44 See Figure 3 5 C to view this interaction, and Table 3 4 for means and standard deviations
45 Table 3 1. Pre and post test means and standard deviati ons by manipulation Manipulation Training Pre test M ( SD ) Post test M (SD) Color Basic Subordinate 1.30 (0.08) 1.21 (0.09) 1.43 (0.11) 1.72 (0.12) Greyscale Basic Subordinate 1.22 (0.11) 1.15 (0.11) 1.42 (0.11) 1.60 (0.10) HSF Basic Subordinate 1.23 (0.11) 1.10 (0.10) 1.27 (0.12) 1.48 (0.12) LSF Basic Subordinate 1.14 (0.10) 0.98 (0.11) 1.28 (0.13) 1.43 (0.11) Full image (no mask) Basic Subordinate 1.30 (0.08) 1.21 (0.09) 1.43 (0.11) 1.72 (0.12) Peripheral View Basic Subordinate 1.23 (0.11) 1.12 (0.10) 1.30 (0.15) 1.69 (0.14) Foveal View Basic Subordinate 1.11 (0.11) 0.97 (0.11) 1.46 (0.13) 1.60 (0.12) Note: A indicates a significant change from pre test to post test.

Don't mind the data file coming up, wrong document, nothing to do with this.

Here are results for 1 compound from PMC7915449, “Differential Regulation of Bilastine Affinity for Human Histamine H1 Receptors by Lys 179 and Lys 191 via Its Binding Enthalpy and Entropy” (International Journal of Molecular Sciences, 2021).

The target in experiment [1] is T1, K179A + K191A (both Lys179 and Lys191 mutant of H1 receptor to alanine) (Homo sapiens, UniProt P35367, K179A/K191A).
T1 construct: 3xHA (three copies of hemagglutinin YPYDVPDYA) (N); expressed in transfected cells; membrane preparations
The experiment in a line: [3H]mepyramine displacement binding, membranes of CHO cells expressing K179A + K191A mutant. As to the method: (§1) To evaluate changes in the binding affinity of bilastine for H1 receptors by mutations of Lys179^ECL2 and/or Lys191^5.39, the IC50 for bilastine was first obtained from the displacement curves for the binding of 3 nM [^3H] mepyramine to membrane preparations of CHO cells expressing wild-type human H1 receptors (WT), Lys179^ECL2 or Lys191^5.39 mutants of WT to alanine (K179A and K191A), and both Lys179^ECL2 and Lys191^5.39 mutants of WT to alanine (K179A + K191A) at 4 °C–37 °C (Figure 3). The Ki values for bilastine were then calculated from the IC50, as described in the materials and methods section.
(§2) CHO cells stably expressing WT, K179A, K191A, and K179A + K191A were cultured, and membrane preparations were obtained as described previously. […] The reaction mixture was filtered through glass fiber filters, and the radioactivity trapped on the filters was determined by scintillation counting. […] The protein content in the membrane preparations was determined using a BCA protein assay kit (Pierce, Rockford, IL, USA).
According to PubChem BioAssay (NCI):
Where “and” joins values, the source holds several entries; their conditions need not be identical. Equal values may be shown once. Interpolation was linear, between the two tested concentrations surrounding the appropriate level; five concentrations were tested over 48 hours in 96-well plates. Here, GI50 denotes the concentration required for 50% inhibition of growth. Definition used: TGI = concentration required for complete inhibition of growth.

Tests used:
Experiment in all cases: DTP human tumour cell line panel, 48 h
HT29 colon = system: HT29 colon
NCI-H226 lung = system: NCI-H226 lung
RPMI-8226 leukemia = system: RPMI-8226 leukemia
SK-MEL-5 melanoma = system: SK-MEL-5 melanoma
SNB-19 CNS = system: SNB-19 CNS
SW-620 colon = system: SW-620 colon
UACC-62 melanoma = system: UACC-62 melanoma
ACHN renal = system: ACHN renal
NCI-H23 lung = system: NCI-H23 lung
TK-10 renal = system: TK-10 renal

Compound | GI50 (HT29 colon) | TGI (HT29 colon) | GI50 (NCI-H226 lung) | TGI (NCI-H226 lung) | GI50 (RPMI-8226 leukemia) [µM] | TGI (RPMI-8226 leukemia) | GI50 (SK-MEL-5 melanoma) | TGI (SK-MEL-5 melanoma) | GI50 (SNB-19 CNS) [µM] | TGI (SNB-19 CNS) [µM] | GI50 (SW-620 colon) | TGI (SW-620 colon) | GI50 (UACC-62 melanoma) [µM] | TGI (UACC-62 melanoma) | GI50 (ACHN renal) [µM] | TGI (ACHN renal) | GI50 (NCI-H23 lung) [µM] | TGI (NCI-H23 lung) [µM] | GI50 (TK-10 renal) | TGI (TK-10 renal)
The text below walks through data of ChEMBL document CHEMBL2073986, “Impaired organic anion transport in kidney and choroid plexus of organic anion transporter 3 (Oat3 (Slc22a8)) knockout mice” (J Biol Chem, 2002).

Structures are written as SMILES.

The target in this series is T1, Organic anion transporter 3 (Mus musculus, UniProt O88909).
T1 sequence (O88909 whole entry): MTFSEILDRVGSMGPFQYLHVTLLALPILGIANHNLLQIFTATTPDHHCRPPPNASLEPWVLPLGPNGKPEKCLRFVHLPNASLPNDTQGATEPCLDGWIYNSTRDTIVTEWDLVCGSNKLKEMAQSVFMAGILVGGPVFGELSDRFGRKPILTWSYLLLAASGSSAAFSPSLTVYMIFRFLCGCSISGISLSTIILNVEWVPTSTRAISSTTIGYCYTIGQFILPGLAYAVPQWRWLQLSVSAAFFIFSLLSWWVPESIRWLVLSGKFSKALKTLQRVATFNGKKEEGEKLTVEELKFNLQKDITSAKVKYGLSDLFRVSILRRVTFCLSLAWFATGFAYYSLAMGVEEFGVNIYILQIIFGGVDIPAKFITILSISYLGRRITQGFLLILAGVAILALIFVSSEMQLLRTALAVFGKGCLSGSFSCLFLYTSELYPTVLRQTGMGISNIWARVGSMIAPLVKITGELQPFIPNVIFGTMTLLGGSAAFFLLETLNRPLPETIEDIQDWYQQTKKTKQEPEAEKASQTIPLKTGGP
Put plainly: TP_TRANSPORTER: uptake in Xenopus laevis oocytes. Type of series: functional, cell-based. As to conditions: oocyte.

46 Tabl e 3 2 Pre and post test dwell time means and standard deviations by manipulation Manipulation Training Pre test M ( SD ) Post test M (SD) Color Basi c Subordinate 2346.03 (59.66) 2405.88 (47.83) 2376.88 (67.78)) 2414.83 (60.94) Greyscale Basic Subordinate 2395.21 (53.87) 2418.03 (61.61) 2334.91 (75.79)) 2379.99 (69.64)) HSF Basic Subordinate 2415.68 (42.51) 2428 .78 (45.53) 2323.00 (80.15 ) ) 2359.05 (73.82)) LSF Basic Subordinate 2360.79 (68.98) 2402.38 (64.75) 2372.17 (73.17)) 2388.41 (74.64)) Full image (no mask) Basic Subordinate 2346.03 (59.66) 2405.89 (47.83) 2376.88 (67.78) ) 2414.83 (60.94)) Peripheral View Basic Subordinate 2376.51 (61.95) 2350.30 (53.12) 2330.44 (68.95)) 2325.81 (66.90)) Foveal View Basic Subordinate 2388.43 (43.55) 2456.77 (42.46) 2387.17 (44.21) 2425.37 (42.01)) Note: A indicates a significant change from pre test to post test.